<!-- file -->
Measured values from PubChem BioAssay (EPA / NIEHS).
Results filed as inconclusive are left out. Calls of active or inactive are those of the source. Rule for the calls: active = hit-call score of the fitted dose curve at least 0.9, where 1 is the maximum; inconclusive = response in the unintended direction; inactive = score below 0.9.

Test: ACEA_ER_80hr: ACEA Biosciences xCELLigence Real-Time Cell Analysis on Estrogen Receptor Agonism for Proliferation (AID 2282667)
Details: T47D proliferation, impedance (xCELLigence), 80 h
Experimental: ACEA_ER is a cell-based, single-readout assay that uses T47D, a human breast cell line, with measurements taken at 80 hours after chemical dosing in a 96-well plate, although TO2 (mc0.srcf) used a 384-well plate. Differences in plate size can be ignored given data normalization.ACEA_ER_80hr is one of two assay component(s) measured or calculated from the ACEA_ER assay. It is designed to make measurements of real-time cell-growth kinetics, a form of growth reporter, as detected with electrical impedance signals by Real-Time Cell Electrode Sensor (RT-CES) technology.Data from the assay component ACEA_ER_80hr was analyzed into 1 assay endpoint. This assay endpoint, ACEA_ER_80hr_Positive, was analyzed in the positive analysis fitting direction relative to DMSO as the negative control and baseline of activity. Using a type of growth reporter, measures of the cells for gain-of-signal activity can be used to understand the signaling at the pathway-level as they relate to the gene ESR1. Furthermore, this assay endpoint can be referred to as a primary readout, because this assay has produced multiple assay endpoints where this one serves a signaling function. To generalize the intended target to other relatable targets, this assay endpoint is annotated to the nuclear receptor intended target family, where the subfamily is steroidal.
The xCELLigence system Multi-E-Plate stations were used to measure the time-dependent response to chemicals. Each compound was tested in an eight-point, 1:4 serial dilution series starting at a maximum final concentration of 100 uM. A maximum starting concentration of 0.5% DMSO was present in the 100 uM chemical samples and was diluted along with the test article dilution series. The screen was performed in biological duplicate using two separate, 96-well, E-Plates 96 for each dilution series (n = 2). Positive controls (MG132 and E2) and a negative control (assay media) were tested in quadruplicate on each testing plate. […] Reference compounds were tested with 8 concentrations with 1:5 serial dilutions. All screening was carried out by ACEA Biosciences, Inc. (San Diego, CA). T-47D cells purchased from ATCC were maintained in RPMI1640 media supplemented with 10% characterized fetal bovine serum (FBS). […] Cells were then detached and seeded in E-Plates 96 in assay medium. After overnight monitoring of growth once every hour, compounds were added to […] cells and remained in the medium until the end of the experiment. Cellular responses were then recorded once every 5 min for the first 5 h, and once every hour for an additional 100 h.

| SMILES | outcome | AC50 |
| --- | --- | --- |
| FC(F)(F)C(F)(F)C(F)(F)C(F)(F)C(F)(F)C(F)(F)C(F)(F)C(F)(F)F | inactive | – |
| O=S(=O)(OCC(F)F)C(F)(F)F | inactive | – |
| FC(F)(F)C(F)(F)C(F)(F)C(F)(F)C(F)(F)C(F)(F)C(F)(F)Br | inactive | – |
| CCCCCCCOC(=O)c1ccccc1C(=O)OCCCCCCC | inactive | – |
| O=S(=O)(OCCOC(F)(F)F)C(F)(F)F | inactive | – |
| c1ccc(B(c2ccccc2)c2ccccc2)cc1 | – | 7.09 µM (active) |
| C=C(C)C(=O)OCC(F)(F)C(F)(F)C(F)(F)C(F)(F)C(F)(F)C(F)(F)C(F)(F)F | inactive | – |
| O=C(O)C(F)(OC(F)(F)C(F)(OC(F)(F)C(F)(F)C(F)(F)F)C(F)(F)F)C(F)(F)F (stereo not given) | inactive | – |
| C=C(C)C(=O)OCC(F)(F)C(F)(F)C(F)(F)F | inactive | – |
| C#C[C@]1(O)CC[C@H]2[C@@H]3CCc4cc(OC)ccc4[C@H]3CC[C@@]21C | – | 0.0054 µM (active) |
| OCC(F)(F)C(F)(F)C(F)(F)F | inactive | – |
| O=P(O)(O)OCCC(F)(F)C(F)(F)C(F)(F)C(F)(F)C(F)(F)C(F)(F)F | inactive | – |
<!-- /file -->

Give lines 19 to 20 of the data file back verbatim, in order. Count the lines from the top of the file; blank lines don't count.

| OCC(F)(F)C(F)(F)C(F)(F)F | inactive | – |
| O=P(O)(O)OCCC(F)(F)C(F)(F)C(F)(F)C(F)(F)C(F)(F)C(F)(F)F | inactive | – |